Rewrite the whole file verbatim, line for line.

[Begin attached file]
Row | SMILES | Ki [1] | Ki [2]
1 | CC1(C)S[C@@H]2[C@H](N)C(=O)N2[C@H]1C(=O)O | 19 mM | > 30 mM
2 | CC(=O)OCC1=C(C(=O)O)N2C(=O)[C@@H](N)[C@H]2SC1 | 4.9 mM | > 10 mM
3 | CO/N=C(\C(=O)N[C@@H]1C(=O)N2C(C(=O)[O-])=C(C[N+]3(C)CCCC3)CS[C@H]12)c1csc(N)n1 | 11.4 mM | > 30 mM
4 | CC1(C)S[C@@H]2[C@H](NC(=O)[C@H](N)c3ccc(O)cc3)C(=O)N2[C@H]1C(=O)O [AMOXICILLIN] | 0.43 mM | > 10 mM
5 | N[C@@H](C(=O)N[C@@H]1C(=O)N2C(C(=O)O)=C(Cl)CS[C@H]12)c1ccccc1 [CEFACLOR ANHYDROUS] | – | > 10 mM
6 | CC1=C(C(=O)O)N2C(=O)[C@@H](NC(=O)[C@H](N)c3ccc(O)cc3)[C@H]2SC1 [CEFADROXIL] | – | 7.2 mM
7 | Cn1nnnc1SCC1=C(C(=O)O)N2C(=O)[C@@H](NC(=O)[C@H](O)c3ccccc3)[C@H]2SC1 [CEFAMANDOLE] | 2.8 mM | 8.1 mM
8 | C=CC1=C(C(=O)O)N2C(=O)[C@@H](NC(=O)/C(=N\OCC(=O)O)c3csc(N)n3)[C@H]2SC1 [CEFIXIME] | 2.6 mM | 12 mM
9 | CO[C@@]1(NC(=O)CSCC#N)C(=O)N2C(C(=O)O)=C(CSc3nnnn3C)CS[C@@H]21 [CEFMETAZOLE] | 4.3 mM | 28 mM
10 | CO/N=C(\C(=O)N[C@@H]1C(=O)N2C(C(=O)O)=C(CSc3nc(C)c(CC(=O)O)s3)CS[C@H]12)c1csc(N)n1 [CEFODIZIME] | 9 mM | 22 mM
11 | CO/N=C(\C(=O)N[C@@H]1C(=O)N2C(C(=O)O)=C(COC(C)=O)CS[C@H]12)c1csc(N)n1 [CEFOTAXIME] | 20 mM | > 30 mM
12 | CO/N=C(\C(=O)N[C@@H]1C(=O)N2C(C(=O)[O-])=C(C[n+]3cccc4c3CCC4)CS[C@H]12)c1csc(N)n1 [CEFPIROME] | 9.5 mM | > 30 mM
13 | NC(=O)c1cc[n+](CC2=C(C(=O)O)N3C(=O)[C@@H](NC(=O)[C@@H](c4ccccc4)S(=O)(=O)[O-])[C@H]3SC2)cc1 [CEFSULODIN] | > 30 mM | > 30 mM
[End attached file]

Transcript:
Row | SMILES | Ki [1] | Ki [2]
1 | CC1(C)S[C@@H]2[C@H](N)C(=O)N2[C@H]1C(=O)O | 19 mM | > 30 mM
2 | CC(=O)OCC1=C(C(=O)O)N2C(=O)[C@@H](N)[C@H]2SC1 | 4.9 mM | > 10 mM
3 | CO/N=C(\C(=O)N[C@@H]1C(=O)N2C(C(=O)[O-])=C(C[N+]3(C)CCCC3)CS[C@H]12)c1csc(N)n1 | 11.4 mM | > 30 mM
4 | CC1(C)S[C@@H]2[C@H](NC(=O)[C@H](N)c3ccc(O)cc3)C(=O)N2[C@H]1C(=O)O [AMOXICILLIN] | 0.43 mM | > 10 mM
5 | N[C@@H](C(=O)N[C@@H]1C(=O)N2C(C(=O)O)=C(Cl)CS[C@H]12)c1ccccc1 [CEFACLOR ANHYDROUS] | – | > 10 mM
6 | CC1=C(C(=O)O)N2C(=O)[C@@H](NC(=O)[C@H](N)c3ccc(O)cc3)[C@H]2SC1 [CEFADROXIL] | – | 7.2 mM
7 | Cn1nnnc1SCC1=C(C(=O)O)N2C(=O)[C@@H](NC(=O)[C@H](O)c3ccccc3)[C@H]2SC1 [CEFAMANDOLE] | 2.8 mM | 8.1 mM
8 | C=CC1=C(C(=O)O)N2C(=O)[C@@H](NC(=O)/C(=N\OCC(=O)O)c3csc(N)n3)[C@H]2SC1 [CEFIXIME] | 2.6 mM | 12 mM
9 | CO[C@@]1(NC(=O)CSCC#N)C(=O)N2C(C(=O)O)=C(CSc3nnnn3C)CS[C@@H]21 [CEFMETAZOLE] | 4.3 mM | 28 mM
10 | CO/N=C(\C(=O)N[C@@H]1C(=O)N2C(C(=O)O)=C(CSc3nc(C)c(CC(=O)O)s3)CS[C@H]12)c1csc(N)n1 [CEFODIZIME] | 9 mM | 22 mM
11 | CO/N=C(\C(=O)N[C@@H]1C(=O)N2C(C(=O)O)=C(COC(C)=O)CS[C@H]12)c1csc(N)n1 [CEFOTAXIME] | 20 mM | > 30 mM
12 | CO/N=C(\C(=O)N[C@@H]1C(=O)N2C(C(=O)[O-])=C(C[n+]3cccc4c3CCC4)CS[C@H]12)c1csc(N)n1 [CEFPIROME] | 9.5 mM | > 30 mM
13 | NC(=O)c1cc[n+](CC2=C(C(=O)O)N3C(=O)[C@@H](NC(=O)[C@@H](c4ccccc4)S(=O)(=O)[O-])[C@H]3SC2)cc1 [CEFSULODIN] | > 30 mM | > 30 mM